Retailers need to be able to read their customers in order to stay ahead of the latest trends. Whether it’s merchandise, services or new ways to pay for them — like mobile payments — merchants and their merchant services providers must work together and plan ahead to maintain a competitive edge.
Consumers may be accustomed to carrying cash and credit cards, but they’re also increasingly carrying smartphones, too, making them potential users of new mobile payment technology. Mobile payment (or m-payment) is defined as paying for a product or service over a wireless network. It relies on NFC (Near Field Communication) technology, a wireless connectivity standard for data transfer over mobile phones.
It works like this: A customer with an NFC-equipped smartphone enters your store, makes their selections and steps up to the checkout. To pay, they simply wave or tap their phone in front of your NFC-enabled terminal and the purchase amount is deducted from the account stored on their phone. You wrap up the transaction by emailing the receipt to them.
According to a new report from KPMG, mobile payments worldwide are forecasted to account for more than $900 billion in transactions by 2015. To hit that mark, they will need to nearly double every year for the next three years.
“Growth in the m-payments marketplace will be driven by customers’ increasing need for convenience and the development of a raft of new applications enabling commerce in the palm of our hands,” said David Hodgkinson, senior manager in KPMG’s customer and channel consulting team, in a prepared statement. He added that contactless mobile payments are expected to account for 37 percent of the market by 2015.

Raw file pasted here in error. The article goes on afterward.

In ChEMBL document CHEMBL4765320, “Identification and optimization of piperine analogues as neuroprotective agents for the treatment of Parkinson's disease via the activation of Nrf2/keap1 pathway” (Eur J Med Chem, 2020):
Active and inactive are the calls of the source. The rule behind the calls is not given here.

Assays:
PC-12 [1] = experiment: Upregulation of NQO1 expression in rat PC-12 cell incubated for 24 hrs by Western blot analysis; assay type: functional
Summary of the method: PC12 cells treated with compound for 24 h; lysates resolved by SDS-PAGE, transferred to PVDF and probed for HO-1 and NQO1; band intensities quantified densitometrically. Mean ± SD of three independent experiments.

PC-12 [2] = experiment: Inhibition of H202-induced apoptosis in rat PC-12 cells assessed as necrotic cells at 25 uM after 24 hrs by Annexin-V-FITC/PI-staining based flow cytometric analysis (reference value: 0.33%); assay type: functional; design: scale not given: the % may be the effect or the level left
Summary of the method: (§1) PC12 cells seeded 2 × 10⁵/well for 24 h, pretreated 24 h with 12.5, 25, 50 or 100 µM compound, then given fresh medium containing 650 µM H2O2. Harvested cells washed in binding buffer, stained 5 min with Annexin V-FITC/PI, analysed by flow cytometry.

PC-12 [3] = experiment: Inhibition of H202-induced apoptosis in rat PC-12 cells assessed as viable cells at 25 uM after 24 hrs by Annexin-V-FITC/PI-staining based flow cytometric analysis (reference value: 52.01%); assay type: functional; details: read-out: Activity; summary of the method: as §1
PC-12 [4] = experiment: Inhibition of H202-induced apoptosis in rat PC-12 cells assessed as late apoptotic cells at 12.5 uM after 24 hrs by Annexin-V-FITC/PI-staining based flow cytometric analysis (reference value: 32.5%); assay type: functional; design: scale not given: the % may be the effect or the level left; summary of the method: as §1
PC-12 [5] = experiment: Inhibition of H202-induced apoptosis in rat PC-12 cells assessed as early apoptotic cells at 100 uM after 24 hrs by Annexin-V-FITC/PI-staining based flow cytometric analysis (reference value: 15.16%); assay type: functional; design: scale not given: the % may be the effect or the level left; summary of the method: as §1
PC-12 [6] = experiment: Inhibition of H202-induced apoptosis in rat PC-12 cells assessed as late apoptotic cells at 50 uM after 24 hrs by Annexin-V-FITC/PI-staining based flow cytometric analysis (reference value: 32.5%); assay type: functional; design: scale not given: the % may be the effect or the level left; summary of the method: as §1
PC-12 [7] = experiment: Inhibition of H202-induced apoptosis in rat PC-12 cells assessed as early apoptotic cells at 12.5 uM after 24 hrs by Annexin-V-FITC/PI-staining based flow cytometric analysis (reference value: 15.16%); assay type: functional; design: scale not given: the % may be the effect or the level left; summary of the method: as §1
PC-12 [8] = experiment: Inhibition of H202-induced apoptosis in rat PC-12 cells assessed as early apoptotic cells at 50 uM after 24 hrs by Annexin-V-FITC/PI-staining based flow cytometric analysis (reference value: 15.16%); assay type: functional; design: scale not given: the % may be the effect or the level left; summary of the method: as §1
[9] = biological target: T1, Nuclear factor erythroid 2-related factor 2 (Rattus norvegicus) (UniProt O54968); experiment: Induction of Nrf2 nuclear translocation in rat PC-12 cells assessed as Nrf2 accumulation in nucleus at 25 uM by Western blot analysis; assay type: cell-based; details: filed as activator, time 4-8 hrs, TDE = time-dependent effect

The report noted that the move towards mobile payments as a viable option can be attributed to consumers’ increased use of smartphones. It noted that smartphone shipments globally last year jumped to 30 percent of all mobile phone sales, doubling figures for the previous year.
Additionally, KPMG gave credit to retailers who recognize the growing importance of this new technology to their customers. One in five merchants they surveyed considered mobile payment capabilities to be “important enough to be their main activity or, at least, a key enabler.”
Major retailers, credit card companies, mobile phone manufacturers and telecom companies are all involved in various mobile payment services, including Google Wallet and Isis. Who will emerge as the ultimate winner(s) remains to be seen, KPMG says.
“There is certainly scope for collaboration between smartphone manufacturers, telecom companies and retailers but the big, unanswered question revolves around who the customer will trust with their data and their m-cash,” said Gerry Penfold, a partner within KPMG Risk Consulting. “Battle lines will be drawn around issues such as security, infrastructure and interoperability of devices.”
In the meantime, savvy merchants will continue to follow developments and consult with their merchant services providers so that they’re prepared to deliver all the electronic payment solutions their customers demand.